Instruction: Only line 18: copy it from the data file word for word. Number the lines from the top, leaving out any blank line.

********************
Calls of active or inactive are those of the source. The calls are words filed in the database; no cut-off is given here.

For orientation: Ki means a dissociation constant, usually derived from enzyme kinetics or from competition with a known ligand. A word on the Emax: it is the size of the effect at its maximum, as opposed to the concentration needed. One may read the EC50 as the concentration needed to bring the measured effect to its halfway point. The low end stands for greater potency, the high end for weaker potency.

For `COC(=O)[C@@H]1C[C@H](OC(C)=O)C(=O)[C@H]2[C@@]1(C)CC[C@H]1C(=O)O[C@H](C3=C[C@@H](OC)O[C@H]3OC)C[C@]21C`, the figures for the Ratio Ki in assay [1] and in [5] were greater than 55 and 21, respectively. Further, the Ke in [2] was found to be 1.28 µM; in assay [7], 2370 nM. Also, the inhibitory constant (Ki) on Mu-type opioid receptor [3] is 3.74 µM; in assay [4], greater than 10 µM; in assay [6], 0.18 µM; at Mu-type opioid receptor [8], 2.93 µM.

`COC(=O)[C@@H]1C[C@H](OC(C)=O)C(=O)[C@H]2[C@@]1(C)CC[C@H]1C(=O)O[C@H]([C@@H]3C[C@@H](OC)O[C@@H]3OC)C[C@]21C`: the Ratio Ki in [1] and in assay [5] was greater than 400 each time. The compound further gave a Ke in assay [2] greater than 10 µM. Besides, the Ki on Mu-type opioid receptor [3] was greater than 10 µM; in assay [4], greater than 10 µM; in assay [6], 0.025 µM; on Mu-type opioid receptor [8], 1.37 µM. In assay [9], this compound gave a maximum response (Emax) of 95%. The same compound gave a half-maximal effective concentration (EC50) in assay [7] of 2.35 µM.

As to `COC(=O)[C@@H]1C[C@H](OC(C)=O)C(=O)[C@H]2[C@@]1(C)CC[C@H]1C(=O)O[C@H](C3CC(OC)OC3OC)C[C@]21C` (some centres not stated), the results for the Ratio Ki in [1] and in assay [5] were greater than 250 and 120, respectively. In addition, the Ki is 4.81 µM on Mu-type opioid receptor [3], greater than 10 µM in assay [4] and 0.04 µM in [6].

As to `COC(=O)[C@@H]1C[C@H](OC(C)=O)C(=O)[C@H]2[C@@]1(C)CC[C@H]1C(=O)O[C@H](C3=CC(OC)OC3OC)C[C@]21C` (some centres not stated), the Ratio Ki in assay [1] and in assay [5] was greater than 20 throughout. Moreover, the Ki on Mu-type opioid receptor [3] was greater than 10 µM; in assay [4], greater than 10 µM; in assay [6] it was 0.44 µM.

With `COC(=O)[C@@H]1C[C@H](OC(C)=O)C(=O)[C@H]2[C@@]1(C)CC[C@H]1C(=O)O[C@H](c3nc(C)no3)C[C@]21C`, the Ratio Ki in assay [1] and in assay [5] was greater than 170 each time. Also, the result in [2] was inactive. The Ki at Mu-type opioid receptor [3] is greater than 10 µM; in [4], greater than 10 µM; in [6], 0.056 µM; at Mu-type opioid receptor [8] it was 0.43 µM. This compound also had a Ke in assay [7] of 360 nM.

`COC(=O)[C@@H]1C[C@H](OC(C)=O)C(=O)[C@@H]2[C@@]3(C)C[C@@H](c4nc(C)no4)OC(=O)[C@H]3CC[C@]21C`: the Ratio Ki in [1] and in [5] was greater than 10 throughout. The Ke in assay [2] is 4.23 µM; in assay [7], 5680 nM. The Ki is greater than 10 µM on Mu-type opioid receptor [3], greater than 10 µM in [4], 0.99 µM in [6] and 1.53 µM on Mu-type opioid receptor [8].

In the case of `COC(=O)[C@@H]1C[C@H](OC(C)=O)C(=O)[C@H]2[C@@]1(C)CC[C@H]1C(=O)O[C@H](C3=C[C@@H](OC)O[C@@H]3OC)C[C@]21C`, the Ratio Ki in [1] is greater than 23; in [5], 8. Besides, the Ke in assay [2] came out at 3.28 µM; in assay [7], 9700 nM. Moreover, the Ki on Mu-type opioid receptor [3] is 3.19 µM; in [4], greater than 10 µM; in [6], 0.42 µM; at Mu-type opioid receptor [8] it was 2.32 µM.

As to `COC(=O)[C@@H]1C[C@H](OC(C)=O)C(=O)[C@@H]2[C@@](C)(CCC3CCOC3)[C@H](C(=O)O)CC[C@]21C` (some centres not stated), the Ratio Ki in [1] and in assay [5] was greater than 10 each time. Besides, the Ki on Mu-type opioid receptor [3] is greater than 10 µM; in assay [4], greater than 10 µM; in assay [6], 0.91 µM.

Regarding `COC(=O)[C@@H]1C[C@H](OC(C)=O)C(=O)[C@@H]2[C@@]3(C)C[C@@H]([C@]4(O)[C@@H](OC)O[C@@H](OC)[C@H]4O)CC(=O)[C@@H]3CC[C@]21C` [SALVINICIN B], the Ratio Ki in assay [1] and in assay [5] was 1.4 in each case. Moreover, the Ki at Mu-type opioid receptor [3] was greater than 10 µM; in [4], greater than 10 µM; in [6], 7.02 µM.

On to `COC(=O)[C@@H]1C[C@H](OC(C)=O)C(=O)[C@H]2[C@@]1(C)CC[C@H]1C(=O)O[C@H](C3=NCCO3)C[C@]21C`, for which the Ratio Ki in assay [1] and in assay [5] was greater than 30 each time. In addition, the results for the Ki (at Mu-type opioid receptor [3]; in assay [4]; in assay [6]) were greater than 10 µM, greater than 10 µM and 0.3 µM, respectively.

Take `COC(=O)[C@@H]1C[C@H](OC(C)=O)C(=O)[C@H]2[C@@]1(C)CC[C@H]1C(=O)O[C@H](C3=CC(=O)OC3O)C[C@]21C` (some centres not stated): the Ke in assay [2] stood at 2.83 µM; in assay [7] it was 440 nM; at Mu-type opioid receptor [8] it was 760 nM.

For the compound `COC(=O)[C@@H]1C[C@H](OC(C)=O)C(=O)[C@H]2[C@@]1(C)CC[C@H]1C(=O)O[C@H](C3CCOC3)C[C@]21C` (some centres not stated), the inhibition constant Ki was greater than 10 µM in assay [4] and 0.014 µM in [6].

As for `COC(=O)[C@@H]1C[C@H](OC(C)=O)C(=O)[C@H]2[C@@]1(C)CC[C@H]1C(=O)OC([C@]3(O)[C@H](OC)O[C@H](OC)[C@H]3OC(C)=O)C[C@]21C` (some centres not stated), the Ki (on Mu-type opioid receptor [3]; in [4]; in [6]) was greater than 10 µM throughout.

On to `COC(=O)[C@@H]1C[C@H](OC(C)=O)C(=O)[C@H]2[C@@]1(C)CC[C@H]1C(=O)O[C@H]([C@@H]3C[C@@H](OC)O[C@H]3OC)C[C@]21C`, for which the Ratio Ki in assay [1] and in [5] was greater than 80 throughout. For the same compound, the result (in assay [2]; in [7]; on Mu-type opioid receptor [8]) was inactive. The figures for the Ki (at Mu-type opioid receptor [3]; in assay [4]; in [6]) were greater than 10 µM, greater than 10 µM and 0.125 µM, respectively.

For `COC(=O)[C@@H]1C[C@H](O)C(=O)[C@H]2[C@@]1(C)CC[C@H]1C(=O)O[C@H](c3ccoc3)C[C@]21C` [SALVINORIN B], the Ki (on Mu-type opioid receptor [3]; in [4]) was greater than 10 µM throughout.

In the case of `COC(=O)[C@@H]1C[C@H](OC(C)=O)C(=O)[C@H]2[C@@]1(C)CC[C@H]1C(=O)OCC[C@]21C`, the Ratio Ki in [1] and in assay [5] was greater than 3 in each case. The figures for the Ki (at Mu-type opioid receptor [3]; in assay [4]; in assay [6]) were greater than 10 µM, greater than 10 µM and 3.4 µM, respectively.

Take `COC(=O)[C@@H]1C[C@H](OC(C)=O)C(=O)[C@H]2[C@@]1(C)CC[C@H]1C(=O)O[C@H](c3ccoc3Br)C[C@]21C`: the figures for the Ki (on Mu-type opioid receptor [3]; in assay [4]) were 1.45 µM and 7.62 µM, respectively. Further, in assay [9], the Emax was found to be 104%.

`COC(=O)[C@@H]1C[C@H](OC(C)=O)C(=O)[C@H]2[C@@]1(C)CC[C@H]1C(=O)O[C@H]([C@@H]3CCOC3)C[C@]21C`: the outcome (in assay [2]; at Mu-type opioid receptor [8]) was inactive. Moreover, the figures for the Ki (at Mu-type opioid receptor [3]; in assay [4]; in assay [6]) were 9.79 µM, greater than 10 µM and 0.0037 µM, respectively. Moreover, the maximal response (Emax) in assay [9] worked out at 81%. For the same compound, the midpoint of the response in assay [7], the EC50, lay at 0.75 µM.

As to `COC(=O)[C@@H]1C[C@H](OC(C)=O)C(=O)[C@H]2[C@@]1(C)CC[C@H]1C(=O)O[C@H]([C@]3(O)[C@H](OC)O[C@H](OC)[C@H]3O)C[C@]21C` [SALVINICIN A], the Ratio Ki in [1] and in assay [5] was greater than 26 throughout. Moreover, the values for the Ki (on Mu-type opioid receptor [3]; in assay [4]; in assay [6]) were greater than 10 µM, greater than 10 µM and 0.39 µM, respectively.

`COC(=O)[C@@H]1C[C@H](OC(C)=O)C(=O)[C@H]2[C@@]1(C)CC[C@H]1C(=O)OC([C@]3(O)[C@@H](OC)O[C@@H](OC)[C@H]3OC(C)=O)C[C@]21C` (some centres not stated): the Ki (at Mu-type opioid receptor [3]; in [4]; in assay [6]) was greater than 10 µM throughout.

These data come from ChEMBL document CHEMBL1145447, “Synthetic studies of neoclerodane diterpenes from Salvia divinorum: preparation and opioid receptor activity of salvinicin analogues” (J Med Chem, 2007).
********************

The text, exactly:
In the case of `COC(=O)[C@@H]1C[C@H](OC(C)=O)C(=O)[C@H]2[C@@]1(C)CC[C@H]1C(=O)OCC[C@]21C`, the Ratio Ki in [1] and in assay [5] was greater than 3 in each case. The figures for the Ki (at Mu-type opioid receptor [3]; in assay [4]; in assay [6]) were greater than 10 µM, greater than 10 µM and 3.4 µM, respectively.